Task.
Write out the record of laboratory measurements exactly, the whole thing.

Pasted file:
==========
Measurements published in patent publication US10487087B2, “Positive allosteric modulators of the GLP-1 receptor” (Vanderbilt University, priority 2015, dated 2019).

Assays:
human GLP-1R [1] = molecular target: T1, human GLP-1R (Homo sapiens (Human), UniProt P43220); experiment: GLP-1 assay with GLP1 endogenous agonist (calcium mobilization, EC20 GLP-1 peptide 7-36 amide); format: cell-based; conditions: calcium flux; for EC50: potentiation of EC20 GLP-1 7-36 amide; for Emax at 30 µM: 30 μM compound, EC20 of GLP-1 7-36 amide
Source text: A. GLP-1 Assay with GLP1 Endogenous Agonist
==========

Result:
Measurements published in patent publication US10487087B2, “Positive allosteric modulators of the GLP-1 receptor” (Vanderbilt University, priority 2015, dated 2019).

Assays:
human GLP-1R [1] = molecular target: T1, human GLP-1R (Homo sapiens (Human), UniProt P43220); experiment: GLP-1 assay with GLP1 endogenous agonist (calcium mobilization, EC20 GLP-1 peptide 7-36 amide); format: cell-based; conditions: calcium flux; for EC50: potentiation of EC20 GLP-1 7-36 amide; for Emax at 30 µM: 30 μM compound, EC20 of GLP-1 7-36 amide
Source text: A. GLP-1 Assay with GLP1 Endogenous Agonist